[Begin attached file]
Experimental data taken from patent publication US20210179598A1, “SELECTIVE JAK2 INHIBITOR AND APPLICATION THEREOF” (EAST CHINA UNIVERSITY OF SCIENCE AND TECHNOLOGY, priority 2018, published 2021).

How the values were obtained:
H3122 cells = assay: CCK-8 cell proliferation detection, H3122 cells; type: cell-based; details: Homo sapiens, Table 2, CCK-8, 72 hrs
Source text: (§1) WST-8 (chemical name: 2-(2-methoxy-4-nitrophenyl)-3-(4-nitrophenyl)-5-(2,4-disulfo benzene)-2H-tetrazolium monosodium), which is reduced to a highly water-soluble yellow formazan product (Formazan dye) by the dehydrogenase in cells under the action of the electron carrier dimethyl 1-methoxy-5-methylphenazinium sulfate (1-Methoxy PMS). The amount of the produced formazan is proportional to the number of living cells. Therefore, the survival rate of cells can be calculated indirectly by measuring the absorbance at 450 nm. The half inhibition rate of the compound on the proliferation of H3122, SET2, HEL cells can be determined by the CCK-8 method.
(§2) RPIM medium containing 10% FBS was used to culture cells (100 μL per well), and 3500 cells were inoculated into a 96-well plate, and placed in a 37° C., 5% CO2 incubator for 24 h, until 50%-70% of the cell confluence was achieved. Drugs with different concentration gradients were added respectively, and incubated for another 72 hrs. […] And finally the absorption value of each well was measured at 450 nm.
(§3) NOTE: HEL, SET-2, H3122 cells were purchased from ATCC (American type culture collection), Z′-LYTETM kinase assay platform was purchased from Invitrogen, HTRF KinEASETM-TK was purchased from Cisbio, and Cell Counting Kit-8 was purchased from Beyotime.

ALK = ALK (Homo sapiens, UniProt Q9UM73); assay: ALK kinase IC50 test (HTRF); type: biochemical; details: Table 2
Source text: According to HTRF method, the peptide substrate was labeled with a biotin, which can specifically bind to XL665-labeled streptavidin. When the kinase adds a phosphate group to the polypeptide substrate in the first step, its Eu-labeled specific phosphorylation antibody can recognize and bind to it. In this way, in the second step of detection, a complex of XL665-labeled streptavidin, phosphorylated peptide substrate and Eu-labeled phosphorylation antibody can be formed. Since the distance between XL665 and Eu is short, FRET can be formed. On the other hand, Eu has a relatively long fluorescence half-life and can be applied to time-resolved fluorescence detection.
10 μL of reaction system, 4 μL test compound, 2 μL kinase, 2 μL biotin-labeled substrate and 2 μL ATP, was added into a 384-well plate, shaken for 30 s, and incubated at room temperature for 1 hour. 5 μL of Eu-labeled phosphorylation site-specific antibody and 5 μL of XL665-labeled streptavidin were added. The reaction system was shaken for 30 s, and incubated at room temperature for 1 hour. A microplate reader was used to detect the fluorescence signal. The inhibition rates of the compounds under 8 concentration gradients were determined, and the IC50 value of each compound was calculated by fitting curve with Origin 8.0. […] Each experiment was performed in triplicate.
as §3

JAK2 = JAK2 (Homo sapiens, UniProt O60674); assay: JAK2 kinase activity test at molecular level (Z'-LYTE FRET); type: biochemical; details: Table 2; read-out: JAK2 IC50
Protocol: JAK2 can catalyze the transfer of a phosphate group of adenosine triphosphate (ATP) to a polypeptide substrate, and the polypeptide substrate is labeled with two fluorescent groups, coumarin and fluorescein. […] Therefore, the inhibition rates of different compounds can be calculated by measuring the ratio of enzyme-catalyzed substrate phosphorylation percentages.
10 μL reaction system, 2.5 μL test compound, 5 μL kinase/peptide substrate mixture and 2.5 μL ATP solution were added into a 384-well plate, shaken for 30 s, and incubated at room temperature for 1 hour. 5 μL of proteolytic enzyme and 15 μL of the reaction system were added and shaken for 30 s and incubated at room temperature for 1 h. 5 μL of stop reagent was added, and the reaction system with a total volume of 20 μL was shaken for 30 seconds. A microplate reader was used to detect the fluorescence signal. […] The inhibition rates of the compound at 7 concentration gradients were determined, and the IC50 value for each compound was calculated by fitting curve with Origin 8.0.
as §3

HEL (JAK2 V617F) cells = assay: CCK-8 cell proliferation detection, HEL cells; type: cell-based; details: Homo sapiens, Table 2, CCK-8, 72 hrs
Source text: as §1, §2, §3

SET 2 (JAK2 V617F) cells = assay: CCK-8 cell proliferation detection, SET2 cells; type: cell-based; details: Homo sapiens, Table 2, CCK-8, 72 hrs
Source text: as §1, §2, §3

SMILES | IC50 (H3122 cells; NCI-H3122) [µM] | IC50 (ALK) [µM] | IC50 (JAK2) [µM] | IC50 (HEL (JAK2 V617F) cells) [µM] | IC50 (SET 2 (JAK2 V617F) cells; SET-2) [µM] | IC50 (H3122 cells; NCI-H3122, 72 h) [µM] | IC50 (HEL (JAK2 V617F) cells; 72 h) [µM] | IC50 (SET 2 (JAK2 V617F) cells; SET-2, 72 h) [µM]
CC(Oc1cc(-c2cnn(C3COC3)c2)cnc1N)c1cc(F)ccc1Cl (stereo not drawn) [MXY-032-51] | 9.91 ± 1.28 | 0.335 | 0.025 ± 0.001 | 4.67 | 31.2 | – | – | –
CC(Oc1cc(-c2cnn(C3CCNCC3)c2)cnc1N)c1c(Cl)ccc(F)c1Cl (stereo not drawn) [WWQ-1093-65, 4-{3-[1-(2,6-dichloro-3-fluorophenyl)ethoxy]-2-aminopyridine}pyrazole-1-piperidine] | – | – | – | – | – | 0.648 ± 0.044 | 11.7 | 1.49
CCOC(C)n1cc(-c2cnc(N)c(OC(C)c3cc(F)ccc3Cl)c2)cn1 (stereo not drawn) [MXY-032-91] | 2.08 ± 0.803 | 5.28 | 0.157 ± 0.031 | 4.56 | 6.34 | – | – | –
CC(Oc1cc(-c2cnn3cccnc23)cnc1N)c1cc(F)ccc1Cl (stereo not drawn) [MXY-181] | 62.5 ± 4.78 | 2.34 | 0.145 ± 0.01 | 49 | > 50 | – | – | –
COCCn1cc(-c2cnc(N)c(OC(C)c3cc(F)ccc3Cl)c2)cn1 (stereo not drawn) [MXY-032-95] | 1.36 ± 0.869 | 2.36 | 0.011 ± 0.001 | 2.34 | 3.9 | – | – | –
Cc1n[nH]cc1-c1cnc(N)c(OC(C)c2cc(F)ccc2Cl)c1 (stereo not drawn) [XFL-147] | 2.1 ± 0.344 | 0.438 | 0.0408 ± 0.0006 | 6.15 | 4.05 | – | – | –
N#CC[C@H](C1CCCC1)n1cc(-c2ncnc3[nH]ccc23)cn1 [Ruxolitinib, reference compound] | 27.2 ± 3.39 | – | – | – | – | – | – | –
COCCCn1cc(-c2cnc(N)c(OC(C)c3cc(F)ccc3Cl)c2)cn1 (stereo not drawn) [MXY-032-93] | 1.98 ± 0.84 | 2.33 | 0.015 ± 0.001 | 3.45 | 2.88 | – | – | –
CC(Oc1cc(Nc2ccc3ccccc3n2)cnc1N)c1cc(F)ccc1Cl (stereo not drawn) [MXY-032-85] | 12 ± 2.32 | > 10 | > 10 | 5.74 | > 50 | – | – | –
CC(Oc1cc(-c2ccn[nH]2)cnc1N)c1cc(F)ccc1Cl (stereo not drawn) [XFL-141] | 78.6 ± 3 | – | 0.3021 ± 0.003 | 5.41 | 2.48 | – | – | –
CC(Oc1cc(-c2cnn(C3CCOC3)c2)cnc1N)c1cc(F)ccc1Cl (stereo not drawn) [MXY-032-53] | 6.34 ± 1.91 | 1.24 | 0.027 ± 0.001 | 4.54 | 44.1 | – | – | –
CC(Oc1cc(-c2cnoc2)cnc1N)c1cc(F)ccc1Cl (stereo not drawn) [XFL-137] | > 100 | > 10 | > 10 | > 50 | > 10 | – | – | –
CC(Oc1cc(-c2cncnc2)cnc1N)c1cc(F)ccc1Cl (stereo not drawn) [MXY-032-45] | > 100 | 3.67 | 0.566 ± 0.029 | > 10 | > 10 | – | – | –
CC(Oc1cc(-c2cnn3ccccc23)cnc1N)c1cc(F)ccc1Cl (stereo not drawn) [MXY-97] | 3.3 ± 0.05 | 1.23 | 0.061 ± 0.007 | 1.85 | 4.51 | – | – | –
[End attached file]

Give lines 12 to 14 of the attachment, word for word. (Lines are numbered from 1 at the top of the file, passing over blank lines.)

Protocol: JAK2 can catalyze the transfer of a phosphate group of adenosine triphosphate (ATP) to a polypeptide substrate, and the polypeptide substrate is labeled with two fluorescent groups, coumarin and fluorescein. […] Therefore, the inhibition rates of different compounds can be calculated by measuring the ratio of enzyme-catalyzed substrate phosphorylation percentages.
10 μL reaction system, 2.5 μL test compound, 5 μL kinase/peptide substrate mixture and 2.5 μL ATP solution were added into a 384-well plate, shaken for 30 s, and incubated at room temperature for 1 hour. 5 μL of proteolytic enzyme and 15 μL of the reaction system were added and shaken for 30 s and incubated at room temperature for 1 h. 5 μL of stop reagent was added, and the reaction system with a total volume of 20 μL was shaken for 30 seconds. A microplate reader was used to detect the fluorescence signal. […] The inhibition rates of the compound at 7 concentration gradients were determined, and the IC50 value for each compound was calculated by fitting curve with Origin 8.0.
as §3